ST LOUIS -- General Motors has boosted the payload, towing and power of the 2011 GMC 2011 Sierra heavy-duty 2500 and 3500 pickups and chassis cab models.
And GMC is introducing the first Denali model to its heavy-duty pickup line.
The trucks debut today at the National Truck Equipment Association’s Work Truck Show in St. Louis.
“The new Sierra Denali HD is the latest expression of GMC’s Denali philosophy of blending capability with premium features and styling,” Lisa Hutchinson, GMC product marketing director, said in a statement.
At the show, GM also announced the horsepower and torque of the re-engineered 6.6-liter turbocharged Duramax diesel: 397 hp at 3,000 rpm and 765 pounds-feet of torque at 1,600 rpm. The previous engine generated 365 hp and 660 pounds feet of torque.
Last year GMC sold 111,842 full-sized pickup trucks -- a 34 percent decline from 2008. Among the 2009 sales, about a third were heavy-duty models. The Sierra and 2011 Chevrolet Silverado heavy-duty models go on sale this summer.
The Sierra Denali will be available only on the 2500 heavy-duty chassis equipped with four-wheel drive and the crew cab, standard box configuration. GM’s Vortec 6.0-liter V-8 is standard and teamed with a six-speed automatic transmission. The turbocharged 6.6-liter Duramax diesel engine and Allison 1000 six-speed transmission powertrain are optional.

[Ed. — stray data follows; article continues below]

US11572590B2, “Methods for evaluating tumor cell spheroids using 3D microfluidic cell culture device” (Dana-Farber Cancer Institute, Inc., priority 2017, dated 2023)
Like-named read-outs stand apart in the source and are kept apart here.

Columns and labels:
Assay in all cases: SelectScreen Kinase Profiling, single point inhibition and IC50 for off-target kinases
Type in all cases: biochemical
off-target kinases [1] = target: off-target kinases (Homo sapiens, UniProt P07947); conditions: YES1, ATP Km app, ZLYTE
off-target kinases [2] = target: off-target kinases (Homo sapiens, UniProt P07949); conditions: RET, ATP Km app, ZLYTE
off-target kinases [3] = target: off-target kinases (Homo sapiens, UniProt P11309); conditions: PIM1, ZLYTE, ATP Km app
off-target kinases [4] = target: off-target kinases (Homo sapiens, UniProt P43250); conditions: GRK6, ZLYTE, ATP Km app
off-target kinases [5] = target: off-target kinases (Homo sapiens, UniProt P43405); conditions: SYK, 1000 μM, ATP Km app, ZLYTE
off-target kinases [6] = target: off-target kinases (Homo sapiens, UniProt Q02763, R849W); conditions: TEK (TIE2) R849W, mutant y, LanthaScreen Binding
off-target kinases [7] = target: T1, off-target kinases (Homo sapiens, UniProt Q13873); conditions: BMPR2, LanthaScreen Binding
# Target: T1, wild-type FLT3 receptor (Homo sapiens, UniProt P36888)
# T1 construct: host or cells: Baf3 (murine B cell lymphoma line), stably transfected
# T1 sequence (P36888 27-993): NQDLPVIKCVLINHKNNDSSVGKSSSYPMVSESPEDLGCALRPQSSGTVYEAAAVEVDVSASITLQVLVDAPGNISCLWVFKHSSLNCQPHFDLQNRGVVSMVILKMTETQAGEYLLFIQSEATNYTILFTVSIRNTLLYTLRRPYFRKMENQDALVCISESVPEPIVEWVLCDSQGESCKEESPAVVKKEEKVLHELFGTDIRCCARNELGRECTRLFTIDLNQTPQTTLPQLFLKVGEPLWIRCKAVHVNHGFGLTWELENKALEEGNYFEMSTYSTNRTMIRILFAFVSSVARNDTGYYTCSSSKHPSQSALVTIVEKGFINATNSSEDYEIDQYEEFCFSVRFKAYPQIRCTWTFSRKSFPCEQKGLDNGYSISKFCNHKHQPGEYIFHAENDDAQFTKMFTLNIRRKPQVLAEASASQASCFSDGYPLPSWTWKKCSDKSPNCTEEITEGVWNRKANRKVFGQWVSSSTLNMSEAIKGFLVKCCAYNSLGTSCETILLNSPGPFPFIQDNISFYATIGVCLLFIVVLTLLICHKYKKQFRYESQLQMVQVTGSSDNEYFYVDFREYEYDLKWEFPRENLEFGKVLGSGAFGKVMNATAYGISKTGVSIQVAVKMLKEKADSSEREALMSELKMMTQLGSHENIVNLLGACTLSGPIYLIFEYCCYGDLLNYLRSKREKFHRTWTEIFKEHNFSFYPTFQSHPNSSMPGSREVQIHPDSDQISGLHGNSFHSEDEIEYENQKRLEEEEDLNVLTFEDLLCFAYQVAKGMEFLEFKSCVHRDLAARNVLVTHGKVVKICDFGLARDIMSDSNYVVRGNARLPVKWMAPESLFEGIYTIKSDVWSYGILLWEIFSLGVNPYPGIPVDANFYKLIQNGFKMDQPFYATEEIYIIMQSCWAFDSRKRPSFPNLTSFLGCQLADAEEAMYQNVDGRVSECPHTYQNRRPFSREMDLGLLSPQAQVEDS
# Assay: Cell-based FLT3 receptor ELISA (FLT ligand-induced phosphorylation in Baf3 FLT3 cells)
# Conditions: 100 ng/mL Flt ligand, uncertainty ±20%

The Denali’s exterior is distinguished by a four-bar, chrome grille with round air inlets; body-color bumpers; chrome door handles; chrome accents; and polished forged aluminum wheels.
Non-Denali models have a new three-bar grille and louvered hood, along with a restyled chrome steel front bumper and a new family of 17-, 18- and 20-inch wheels.
Under the skin, General Motors says the 2011 GMC Sierra 2500 and 3500 heavy-duty pickups have been extensively re-engineered. Among the highlights:
New frames that GM says are five times stiffer torsionally and 92 percent stiffer in the bending mode.
Increased towing capability of up to 20,000 pounds and payload capacity of 6,335 pounds.
A new front suspension re-engineered to handle a 25 percent greater axle rate rating, up to 6,000 pounds.
A larger asymmetrical leaf-spring design in the rear suspension to handle increased payload capacity
Larger front and rear brakes.
A new feature is the hill-start assist system, which engages the brakes when the vehicle is on a grade of 5 percent or greater. The system holds the brakes for 1.5 seconds or until the gas pedal is pressed, preventing rollback. Stability control is standard on single, rear-wheel drive models.
GMC and Chevrolet 3500 heavy-duty chassis cab models receive similar improvements: The gross vehicle weight rating is boosted to 13,200 pounds. Additionally, the gross combined weight rating on models with dual rear tires is increased to 27,500 pounds.
Sales begin this summer, along with commercial 2500 and 3500 heavy-duty, box-delete models.
Box-delete models now are offered in a crew cab configuration. The crew cab replaces the previous extended cab.